Building your own camera can be a whole lot of fun. Lucus Landers has been building them for a little while now. His latest creation is the Landers AL6, a 6×6 medium format camera. People have made 6×6 medium format cameras before, but this one’s not your typical DIY project that anybody can do at home. It was made using a mix of techniques including 3D printing, sand casting, welding and milling.
While many of us may not have the resources to craft something like this ourselves, it’s still interesting to see how it’s done. Fortunately for us, Lucus recorded videos showing the entire construction of the camera from start to finish. It’s a 9 part playlist, and it really is fascinating to watch.
Lucus starts by explaining exactly what a camera is at its most basic. He then shows us some of the cameras he’s made over the years, and how each has advanced from the previous one. Building cameras is an iterative process. You design, you build, you learn, you tweak, and the cycle starts over with a new camera. While it may not be the most efficient method to arrive at your final design, it is the most educational. You’ll understand why things are a certain way, and you’ll still make several usable cameras along the way.
The journey for this particular camera begins with 3D printing the nose cone which holds the lens. But none of this camera’s construction is plastic. It’s aluminium. The 3D printed part is used as a positive to make a mould for sand casting. Getting a 3D printed plastic part ready for creating a mould, though, requires a lot of sanding and filling to get it as close to perfect as possible.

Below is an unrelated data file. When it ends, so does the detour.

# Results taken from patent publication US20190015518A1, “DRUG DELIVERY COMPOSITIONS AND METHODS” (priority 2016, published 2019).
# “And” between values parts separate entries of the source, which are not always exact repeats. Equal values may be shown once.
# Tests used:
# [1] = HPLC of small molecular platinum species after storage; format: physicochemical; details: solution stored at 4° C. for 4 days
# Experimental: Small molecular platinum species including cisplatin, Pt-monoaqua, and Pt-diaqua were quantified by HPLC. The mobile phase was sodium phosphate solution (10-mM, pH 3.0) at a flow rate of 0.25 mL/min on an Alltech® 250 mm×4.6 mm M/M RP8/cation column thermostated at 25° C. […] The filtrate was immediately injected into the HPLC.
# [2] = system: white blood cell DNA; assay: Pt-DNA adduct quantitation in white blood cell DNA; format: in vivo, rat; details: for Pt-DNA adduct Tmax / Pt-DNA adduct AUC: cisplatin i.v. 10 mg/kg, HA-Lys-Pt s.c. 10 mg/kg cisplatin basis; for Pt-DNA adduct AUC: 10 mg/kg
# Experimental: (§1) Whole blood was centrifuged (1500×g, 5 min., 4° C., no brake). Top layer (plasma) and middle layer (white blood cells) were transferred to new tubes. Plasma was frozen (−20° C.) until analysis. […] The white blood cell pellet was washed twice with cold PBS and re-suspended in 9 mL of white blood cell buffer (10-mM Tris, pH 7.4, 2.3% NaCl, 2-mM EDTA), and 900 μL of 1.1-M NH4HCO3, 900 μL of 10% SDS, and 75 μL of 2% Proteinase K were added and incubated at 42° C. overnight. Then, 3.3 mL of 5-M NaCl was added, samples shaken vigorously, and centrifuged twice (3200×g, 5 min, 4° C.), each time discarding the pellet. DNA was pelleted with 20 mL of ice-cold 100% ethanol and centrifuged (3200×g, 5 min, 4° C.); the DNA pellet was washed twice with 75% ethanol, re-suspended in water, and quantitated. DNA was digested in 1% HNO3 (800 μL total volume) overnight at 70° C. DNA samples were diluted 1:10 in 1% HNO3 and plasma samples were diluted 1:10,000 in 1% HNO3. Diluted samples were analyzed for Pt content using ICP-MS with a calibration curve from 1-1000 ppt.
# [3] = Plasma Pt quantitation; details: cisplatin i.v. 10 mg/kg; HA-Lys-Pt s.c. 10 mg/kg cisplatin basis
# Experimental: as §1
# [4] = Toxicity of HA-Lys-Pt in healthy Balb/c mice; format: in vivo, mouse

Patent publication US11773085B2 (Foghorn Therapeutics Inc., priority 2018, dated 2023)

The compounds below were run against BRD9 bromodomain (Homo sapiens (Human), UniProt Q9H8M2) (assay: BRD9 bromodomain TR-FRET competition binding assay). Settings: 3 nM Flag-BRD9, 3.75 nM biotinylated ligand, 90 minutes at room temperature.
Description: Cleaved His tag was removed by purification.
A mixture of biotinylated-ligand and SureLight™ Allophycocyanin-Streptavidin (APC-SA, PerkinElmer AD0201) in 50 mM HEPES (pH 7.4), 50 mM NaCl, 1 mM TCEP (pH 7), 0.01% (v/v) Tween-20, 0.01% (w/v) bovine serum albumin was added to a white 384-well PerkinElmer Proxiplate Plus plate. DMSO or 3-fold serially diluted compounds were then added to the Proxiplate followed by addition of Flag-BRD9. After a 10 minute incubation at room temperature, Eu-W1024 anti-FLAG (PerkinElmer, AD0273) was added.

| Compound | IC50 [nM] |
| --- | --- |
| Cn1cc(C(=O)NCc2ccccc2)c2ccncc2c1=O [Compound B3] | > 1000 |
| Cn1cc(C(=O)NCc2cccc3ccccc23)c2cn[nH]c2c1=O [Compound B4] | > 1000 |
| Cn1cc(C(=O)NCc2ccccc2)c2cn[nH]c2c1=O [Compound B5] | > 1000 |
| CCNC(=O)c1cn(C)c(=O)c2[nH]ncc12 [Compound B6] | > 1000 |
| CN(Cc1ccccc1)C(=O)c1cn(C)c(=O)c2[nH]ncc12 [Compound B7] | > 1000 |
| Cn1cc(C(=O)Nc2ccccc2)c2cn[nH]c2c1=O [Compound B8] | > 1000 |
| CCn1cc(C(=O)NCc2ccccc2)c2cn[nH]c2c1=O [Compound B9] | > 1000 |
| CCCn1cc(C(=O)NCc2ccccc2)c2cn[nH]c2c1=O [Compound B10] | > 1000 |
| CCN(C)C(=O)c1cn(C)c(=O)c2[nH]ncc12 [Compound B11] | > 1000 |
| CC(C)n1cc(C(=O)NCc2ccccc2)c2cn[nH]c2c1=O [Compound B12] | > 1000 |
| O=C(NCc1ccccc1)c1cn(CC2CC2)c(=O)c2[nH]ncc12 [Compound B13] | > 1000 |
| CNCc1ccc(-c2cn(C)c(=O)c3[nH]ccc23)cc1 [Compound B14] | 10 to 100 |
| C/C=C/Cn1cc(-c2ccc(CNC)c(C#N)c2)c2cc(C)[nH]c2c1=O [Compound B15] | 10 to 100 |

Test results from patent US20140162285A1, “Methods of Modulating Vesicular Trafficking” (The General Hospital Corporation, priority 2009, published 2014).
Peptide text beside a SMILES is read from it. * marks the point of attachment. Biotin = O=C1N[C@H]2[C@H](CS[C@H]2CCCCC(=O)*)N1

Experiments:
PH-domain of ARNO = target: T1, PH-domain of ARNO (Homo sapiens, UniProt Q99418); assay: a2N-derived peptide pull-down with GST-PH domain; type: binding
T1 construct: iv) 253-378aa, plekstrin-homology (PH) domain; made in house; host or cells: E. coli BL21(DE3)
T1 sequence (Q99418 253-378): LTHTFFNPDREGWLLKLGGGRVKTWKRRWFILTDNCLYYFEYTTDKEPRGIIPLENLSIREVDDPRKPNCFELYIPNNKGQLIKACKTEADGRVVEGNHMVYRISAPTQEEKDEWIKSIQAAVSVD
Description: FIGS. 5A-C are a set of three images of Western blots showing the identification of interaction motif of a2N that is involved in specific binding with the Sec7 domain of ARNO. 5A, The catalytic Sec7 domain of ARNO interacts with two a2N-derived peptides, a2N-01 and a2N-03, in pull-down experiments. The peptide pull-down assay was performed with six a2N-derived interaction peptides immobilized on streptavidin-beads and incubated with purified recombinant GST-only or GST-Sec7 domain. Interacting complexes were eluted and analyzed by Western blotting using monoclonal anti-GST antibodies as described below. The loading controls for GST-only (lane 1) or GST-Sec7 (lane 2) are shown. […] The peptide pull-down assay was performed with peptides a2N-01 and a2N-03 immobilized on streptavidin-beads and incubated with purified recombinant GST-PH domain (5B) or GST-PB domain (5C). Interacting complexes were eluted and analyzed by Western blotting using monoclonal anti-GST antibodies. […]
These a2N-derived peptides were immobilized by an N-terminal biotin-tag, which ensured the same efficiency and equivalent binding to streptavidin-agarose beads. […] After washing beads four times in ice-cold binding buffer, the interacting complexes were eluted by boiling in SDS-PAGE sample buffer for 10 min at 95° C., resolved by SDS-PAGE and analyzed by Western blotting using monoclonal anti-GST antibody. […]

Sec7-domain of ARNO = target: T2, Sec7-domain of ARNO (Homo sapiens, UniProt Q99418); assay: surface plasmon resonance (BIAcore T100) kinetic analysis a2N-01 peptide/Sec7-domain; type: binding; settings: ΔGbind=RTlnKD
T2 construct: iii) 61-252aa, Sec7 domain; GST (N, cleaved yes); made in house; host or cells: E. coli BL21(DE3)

With the mould made, aluminium is melted down in a furnace and poured into the mould when molten. After it’s pulled from the mould, the sprue is cut off and it’s set in a lathe for a bit of fine machining to get it down to its final dimensions.
After a little experimentation trying to make the camera body itself from a single sheet of aluminium, Lucus gives up on that idea. Instead, he chooses to invest in a TIG welder and welds the body together from lengths of flat stock. A bit of drilling, milling and sanding, and he ends up with his final camera.
You didn’t think I was going to write out his whole 9 part series, did you? You’ll have to watch the videos for that. But it really is interesting to see the thought and processes that go into designing and building something like this.
It’s definitely beyond my abilities, though. Not to mention, I have no furnace, lathe or milling machine. Yet.
You can check out some of the images Lucus has shot with this camera over on his Instagram.